Quality & Validation Technology Insights

Four Considerations for Implementing a Successful TMF Transformation Project

By Fran Ross on October, 29 2021

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Fran Ross

Fran brings more than 30 years of multi-faceted trial compliance expertise from the site, sponsor, consultant and CRO perspectives. As TMF Director at Advanced Clinical, she is focused on the principle that health authority regulations and expectations can be met without undue complexity. As a contributing member of the TMF Reference Model since 2009, Fran delivers a wealth of expertise in next generation TMF process and inspection surety projects. She relishes the renewed focus on risk management and quality by design upcoming in revision three of ICH E6 Good Clinical Practice.

When you need a Trial Master File (TMF) transformation, whether it’s moving a paper TMF into a validated electronic repository or transferring a live trial’s eTMF from CRO to Sponsor, it’s important to take the following four best practices into consideration for the project to be successfully completed on time and within budget:



    1. ICH Good Clinical Practice E6 – Good is Great
      One baseline set of rules for clinical trials is ICH Good Clinical Practice (GCP) E6. The word to pay attention to is good. Note that the authors of E6 did not choose the label Perfect Clinical Practice. As you proceed, recognize that good, not perfect, is the standard. Mistakes may be made, correct them and keep moving forward. Perfection is not possible.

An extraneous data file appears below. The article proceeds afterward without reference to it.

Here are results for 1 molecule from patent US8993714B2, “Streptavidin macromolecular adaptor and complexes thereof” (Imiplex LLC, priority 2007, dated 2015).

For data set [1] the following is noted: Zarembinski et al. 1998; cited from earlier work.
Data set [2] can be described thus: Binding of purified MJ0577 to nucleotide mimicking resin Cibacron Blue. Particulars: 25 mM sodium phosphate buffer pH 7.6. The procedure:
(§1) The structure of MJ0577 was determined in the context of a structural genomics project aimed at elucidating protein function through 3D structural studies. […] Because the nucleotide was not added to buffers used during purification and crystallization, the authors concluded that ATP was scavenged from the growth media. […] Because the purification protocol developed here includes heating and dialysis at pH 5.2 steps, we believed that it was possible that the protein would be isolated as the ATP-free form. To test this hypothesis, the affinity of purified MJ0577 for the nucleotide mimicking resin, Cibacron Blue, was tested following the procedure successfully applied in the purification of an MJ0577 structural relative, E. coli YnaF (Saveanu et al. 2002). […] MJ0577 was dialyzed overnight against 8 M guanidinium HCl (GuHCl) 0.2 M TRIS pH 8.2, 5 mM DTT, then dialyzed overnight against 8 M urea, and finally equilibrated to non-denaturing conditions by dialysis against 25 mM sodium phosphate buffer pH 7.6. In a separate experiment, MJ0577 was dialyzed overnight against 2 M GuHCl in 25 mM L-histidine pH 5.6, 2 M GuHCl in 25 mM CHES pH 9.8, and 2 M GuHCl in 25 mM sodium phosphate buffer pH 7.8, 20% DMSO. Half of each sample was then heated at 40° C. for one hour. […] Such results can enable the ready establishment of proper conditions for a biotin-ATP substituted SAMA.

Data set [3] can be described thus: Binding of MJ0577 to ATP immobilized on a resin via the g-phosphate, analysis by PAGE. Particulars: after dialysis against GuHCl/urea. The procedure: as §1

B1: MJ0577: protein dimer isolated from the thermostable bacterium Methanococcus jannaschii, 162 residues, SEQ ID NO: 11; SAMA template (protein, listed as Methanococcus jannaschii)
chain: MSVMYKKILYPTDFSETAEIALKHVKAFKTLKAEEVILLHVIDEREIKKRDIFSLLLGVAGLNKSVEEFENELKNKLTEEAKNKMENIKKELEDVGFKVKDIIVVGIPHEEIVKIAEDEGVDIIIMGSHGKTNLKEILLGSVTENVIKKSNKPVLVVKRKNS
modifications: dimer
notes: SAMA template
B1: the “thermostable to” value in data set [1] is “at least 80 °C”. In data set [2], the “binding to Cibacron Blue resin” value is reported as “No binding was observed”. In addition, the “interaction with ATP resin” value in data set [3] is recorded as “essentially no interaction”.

2.  Identify Record Risk
      At the start of any TMF project, remind yourself while these records are imperative for health authority inspection surety, some records are worth more attention than others.

      Identify the record risk and prioritize attending to record types that involve trial participants such as EDC, IRT, eConsent, AEs and deviations. It’s also important to consider risk management plans and the related risk management resultant records.

      Perhaps your trial has a higher risk in data safety committees, monitoring reports, oversight or training records. A good rule of thumb is to reduce risk of inspections by first attending to records that health authorities need as they start. Whatever your study’s risk is, take care of the high problem record types first – and don’t spend as much time (and worry) on the odd missing team meeting minutes and other low concern records.

    3. Find the Right Partner
      It’s important to be flexible during a TMF transformation as you incorporate ICH GCP and clarify risks. It’s also important to have the right partner fit. You need a partner who not only knows GCP but also investigates the potentially complex landscape of the trial’s related SOPs (yours and theirs) as well as SOWs, TMF Plans, etc., until the compliance factors are clear to all. The right partner should be willing to adapt from their standard practice if it is the right thing to do for the project, while staying within bounds of GCP, regulations, SOPs and the trial’s plans.

    4. Plan for the Worst, Expect the Best
      Give your TMF project the upfront time required to finalize all details, clarify assumptions, onboard stakeholders, plan success measurements and tighten up the project plan. Clinical trials record management truly benefits from taking the time needed to ensure that everything and everyone is aligned prior to project starting. The time up front allows you speed to the end, with reduced effort, stress and last minute TMF scrambles.
The above considerations support a strong foundation for TMF transformation projects. By leveraging them, your TMFs will be well-positioned to take advantage of the principles of Risk-Based TMF Management and Quality by Design, coming soon in revision three to ICH E6.

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